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Thursday, May 18, 2006

Earlier this week CH2M HILL anounced it was the first Google Earth certified partner in the Google Enterprise Professional program.

I read it and wondered: what does that mean? Well, I looked it up on Google’s website. Bottom line to be a you need to “meet the following requirements in order to initiate and retain membership in this program”:

Membership Fee—$10,000 per year.
Partner Specialties - Choose from any combination of the following specialties:
Customization / Integration / Development
Installation
Training
Annual certification – Fulfilled via onsite training and certification, and then renewed annually
Success Story – As a Google Enterprise Professional, you’ll be providing valuable assistance to Google Enterprise customers and we want to share your stories. Partners are required to publish a customer or solution success story.

I have no issue with the program, but I will say that I’d hire CH2M HILL because it’s CH2M HILL, not because it met those requirements.

 

by Adena Schutzberg on 05/18 at 01:06 PM | Comments | Bookmark and Share

URISA has posted its response to the request for information on new geospatial Line of Business.

I wonder who else responded and if they’ll share their documents, too.

via Import Cartography

by Adena Schutzberg on 05/18 at 12:48 PM | Comments | Bookmark and Share

Let’s see if I recall correctly…once upon a time an NGA official denied the 133 cities program existed. Now this, from the LA Times.

The National Geospatial-Intelligence Agency is collecting data from 133 U.S. cities; intelligence sources told the Los Angeles Times that, when collection is completed, the agency would be able to identify occupants in each house, their nationality and even their political affiliation.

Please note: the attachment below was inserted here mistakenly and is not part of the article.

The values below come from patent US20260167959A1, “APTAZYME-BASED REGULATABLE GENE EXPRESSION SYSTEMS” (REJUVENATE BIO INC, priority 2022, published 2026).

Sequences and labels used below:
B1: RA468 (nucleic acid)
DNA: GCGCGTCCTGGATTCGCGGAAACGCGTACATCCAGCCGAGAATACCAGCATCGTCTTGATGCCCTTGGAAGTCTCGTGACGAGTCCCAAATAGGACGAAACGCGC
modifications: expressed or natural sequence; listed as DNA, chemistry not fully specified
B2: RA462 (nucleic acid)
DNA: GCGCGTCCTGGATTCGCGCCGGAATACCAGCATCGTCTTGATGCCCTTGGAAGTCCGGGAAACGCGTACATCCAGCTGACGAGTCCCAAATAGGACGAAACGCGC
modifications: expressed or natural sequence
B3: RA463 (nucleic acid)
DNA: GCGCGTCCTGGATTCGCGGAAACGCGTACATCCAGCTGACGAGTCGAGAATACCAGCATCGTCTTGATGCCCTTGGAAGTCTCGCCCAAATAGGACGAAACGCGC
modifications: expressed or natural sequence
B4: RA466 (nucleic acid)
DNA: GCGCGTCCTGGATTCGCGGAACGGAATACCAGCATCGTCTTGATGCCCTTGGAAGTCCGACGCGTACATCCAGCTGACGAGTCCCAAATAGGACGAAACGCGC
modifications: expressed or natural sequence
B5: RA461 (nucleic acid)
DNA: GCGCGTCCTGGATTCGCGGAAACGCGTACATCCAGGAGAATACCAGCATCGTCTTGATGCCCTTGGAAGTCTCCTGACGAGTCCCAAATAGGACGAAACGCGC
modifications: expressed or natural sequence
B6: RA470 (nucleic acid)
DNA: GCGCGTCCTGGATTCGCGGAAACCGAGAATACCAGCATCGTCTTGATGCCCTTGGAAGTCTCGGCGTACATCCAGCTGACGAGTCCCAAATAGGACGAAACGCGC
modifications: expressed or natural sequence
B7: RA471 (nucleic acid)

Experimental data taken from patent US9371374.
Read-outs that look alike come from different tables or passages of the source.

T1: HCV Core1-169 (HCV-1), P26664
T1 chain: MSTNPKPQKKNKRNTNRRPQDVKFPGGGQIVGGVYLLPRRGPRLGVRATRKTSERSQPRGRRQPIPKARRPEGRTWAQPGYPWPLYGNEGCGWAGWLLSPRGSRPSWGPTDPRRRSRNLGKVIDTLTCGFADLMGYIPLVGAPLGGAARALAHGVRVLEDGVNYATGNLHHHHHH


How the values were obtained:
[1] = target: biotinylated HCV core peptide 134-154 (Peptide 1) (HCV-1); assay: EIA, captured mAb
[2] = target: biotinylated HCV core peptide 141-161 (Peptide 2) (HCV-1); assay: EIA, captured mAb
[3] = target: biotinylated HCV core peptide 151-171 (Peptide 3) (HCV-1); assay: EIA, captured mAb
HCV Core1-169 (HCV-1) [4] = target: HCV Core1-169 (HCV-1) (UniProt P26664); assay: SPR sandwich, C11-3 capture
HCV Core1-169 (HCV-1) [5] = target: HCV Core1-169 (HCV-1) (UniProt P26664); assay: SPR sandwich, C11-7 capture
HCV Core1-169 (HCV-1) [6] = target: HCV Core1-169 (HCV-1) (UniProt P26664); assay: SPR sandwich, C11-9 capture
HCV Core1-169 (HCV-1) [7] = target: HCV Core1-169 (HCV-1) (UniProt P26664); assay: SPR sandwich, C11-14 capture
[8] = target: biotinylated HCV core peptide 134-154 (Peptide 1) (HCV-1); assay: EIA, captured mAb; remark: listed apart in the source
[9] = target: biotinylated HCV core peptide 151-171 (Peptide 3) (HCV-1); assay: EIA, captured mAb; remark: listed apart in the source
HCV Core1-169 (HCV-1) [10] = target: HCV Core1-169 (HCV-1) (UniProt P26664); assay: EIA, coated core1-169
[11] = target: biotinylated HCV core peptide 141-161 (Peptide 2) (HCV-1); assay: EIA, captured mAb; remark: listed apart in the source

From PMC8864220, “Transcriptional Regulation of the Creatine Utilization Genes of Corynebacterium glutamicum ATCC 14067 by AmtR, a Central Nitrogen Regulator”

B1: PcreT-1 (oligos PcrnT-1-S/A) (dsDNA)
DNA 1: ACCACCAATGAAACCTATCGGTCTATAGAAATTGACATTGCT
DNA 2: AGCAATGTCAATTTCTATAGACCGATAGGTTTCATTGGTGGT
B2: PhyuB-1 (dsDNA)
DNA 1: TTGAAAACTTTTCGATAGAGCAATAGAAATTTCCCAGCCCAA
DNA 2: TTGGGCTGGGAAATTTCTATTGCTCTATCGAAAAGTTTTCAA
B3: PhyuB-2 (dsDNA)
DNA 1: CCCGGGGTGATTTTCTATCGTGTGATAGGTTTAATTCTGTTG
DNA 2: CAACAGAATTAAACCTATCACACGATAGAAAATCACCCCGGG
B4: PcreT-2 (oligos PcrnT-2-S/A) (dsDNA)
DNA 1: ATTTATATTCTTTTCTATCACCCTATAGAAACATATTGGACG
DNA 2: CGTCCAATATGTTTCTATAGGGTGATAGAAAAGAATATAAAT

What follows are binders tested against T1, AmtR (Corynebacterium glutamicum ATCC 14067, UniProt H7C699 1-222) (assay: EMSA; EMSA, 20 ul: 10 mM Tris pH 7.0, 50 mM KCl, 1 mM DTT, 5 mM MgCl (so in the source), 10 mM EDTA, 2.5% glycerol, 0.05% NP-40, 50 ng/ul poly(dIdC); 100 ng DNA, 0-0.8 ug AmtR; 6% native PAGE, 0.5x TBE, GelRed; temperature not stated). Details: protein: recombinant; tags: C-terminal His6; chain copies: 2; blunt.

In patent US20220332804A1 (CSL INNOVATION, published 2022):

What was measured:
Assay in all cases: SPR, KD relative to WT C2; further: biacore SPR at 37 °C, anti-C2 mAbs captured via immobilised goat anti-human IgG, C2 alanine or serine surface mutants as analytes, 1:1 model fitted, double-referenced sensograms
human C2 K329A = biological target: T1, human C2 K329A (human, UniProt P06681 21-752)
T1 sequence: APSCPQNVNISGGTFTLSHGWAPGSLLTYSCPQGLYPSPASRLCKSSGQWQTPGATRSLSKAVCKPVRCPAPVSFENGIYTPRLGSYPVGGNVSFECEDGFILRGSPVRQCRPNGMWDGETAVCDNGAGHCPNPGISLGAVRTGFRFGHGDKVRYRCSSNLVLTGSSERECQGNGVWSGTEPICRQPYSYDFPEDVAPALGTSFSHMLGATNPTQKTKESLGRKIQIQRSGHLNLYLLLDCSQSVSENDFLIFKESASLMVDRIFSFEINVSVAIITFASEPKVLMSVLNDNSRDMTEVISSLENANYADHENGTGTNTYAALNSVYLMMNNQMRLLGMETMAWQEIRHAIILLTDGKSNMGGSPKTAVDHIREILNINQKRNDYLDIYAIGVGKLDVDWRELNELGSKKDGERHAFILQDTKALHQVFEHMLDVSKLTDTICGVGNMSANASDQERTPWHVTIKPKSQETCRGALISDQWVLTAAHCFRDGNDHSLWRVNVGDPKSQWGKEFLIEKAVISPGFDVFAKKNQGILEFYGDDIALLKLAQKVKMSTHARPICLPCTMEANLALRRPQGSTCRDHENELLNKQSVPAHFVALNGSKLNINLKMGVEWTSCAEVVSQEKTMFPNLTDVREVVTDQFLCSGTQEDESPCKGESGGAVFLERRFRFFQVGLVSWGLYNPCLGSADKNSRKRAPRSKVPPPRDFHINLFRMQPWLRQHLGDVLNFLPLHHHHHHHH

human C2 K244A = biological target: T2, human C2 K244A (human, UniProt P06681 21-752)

Great!

by Adena Schutzberg on 05/18 at 07:26 AM | Comments | Bookmark and Share

I guess Autodesk wanted this inaugural meeting to be a secret since an announcement about it only appeared on the day of the event, Tuesday.

Someone once suggested to me that Autodesk really wanted to be like ESRI; it wanted a loyal GIS following, a big conference, etc. So, perhaps it makes sense then that Autodesk has a government user meeting, just like ESRI. ESRI hosts a number of specialty conferences and regional events that encourage its users to check in several times a year. That’s good marketing, no doubt.

On the other hand, holding an event like this and not notifying even journalists suggests Autodesk’s event may not have been ready for prime time. Did any readers attend? Was it useful?

by Adena Schutzberg on 05/18 at 07:02 AM | Comments | Bookmark and Share

“For that amount you could pay for every map from here to Tokyo.”

Councilor John O. Matson of Hopkinton, RI on the proposal to hire a “Graphic Information System (or GIS) director” at a cost of $15,120.

by Adena Schutzberg on 05/18 at 06:41 AM | Comments | Bookmark and Share
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